Eli's article, elaborates on the features described above
and explains the parser by setting one up to handle simple arithmetic. He then works through a simple example that illustrates it in
action as it parses the expression `3 + 1 * 2 * 4 + 5.`

For further detail on TDOP parsers, I refer the interested reader to this and Douglas Crockford's article referenced above.

### TDOP and Ruby

As I was working on the polar curve grapher I got curious about implementing `tdop_math.js`

in Ruby. I studied the
source of `tdop_math.js,`

and its tokeniser `tokens.js,`

and felt that I had a decent understanding of its structure and operation (improving my Javascript skills
along the way!). However, a like-for-like implementation in Ruby seemed out of the question. Well, it seemed like a hard proposition that would involve
first developing new metaprogramming skills in Ruby!

And then I ran into Glen Vandenburg's project `radish,`

which is now called `smithereen`

.

#### Smithereen

Smithereen is a result of Glen Vandenburg's meditation on TDOP parsers, during which he decided to write an implementation in Ruby.
He has implemented a *library for building Top Down Operator Precedence parsers,* using Ruby idioms that were completely unfamiliar to me, but
that provided an excellent opportunity to learn. As Glen says, he has *tried to provide a well-factored set of tools to help with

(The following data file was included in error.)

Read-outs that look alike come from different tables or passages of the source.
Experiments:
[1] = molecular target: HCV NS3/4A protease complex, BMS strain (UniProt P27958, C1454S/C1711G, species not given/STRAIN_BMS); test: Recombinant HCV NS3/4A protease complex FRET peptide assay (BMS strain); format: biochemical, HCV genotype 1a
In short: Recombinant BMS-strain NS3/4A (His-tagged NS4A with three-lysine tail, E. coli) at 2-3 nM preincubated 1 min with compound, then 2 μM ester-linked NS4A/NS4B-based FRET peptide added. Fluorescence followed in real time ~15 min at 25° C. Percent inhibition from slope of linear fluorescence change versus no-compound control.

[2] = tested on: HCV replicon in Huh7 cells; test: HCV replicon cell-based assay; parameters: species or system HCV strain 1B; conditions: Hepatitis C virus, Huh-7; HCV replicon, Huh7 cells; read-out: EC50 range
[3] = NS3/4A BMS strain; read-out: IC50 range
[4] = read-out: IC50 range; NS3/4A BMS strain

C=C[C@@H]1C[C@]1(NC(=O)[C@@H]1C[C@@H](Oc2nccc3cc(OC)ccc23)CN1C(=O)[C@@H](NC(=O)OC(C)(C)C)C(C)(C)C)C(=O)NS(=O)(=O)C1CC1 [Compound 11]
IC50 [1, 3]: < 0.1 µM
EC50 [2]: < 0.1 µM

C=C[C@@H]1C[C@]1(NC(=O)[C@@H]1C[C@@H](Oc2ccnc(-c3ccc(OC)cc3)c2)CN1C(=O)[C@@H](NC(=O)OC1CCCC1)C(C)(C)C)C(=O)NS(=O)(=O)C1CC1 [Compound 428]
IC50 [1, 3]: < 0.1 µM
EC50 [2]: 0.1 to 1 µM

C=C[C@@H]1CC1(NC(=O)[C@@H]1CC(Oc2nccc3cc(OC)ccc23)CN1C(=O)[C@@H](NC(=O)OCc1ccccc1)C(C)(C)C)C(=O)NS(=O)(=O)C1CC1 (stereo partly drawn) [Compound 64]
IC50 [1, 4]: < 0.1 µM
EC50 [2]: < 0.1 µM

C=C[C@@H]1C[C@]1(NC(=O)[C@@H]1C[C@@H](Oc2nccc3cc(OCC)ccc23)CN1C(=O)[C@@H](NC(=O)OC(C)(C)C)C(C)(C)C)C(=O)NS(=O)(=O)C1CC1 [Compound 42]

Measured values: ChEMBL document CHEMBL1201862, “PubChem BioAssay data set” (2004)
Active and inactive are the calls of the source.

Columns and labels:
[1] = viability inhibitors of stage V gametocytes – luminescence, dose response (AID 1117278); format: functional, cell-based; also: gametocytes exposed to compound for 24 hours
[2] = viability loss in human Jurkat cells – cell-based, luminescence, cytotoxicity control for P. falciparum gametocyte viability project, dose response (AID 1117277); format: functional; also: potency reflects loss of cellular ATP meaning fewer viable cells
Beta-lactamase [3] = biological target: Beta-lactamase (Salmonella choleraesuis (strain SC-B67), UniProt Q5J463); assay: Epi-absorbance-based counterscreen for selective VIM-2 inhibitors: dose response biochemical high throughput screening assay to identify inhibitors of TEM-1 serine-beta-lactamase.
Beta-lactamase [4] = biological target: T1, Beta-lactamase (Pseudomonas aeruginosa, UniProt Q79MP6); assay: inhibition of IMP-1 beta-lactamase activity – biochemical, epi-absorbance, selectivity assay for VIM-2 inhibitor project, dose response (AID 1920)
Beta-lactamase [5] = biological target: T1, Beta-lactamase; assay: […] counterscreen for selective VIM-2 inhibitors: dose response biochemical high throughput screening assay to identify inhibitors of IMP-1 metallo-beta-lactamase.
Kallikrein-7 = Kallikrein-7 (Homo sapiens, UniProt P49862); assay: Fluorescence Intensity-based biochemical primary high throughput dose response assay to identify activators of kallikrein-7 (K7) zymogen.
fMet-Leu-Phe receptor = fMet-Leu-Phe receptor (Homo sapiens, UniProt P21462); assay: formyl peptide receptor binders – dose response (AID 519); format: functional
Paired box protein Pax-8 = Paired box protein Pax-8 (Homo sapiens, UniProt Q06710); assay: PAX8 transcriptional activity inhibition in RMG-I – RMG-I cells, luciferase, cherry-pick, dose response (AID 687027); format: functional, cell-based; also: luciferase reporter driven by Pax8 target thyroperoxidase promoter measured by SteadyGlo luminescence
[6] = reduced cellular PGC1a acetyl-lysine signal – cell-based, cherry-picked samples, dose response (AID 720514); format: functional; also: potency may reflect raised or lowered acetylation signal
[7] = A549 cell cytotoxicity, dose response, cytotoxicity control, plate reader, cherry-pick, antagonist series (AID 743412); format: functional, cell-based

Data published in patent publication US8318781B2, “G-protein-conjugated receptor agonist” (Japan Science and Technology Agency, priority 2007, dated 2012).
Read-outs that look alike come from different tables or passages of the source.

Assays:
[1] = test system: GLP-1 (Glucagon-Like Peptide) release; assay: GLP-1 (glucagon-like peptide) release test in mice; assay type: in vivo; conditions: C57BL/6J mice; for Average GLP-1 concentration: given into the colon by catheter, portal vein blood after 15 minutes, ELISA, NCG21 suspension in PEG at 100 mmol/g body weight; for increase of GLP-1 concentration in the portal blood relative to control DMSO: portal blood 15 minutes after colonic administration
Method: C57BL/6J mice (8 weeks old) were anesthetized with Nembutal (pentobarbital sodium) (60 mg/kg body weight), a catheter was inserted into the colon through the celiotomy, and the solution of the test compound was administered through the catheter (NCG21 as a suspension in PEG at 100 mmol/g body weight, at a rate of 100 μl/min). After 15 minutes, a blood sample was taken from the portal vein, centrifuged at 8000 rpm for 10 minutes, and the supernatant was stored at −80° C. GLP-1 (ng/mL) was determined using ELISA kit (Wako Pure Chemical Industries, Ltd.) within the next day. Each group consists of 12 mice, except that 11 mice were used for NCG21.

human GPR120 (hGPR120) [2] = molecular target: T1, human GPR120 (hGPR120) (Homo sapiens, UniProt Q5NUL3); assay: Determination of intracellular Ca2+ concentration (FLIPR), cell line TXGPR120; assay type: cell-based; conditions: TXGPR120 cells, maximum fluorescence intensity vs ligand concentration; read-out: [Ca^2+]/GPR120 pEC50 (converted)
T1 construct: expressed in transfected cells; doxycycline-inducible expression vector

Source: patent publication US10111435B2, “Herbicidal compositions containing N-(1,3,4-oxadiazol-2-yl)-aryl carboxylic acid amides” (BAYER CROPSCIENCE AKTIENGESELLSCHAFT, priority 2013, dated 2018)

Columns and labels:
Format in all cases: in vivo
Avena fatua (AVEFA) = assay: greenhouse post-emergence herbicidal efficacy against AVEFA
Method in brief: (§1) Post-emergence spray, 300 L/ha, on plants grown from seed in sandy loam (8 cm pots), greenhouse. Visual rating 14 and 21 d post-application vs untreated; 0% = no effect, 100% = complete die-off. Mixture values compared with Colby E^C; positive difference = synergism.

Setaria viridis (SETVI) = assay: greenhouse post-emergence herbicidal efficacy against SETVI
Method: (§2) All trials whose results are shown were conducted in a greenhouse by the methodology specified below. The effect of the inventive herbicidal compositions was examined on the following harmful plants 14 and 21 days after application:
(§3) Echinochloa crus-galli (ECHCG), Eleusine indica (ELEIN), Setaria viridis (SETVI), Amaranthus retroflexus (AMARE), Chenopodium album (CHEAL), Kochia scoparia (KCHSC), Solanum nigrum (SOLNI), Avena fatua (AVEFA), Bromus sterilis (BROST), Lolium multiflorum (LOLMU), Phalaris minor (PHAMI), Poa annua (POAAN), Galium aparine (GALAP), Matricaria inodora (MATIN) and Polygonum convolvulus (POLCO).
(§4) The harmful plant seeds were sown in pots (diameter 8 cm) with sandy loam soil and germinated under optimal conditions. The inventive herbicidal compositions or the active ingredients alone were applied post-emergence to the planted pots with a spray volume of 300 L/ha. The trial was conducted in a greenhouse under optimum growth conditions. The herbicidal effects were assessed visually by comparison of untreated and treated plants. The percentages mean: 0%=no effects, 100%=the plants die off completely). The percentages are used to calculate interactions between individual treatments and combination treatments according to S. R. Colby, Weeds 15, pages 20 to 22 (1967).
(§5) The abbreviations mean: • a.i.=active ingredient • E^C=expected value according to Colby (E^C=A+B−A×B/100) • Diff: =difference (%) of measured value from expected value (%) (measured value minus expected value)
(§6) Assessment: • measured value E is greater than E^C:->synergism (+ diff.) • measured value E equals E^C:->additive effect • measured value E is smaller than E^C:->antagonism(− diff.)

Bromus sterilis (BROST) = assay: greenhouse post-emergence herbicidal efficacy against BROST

the core TDOP algorithm and several related problems,* and so I decided to fork Smithereen with the intention of helping with its development, and,
using it to implement `tdop_math`

in Ruby.

Smithereen comes with two samples, an arithmetic parser, and the Simplified Javascript parser. I found it quite difficult to get started with Smithereen
and asked Glen a question or two. To my delight, he helped me get started and I found this to be so inspiring that I made rapid progress towards
implementing a simple scientific calculator. This is available on my fork of Smithereen
as `equation_parser.rb`

`equation_parser.rb`

will, for instance, take strings such as `sin(cos(2pi))`

and return `0.84147`

By way of explanation, it has hardcoded hashes that declare functions and constants, and these are tokenised as `names`

and given a high
binding power.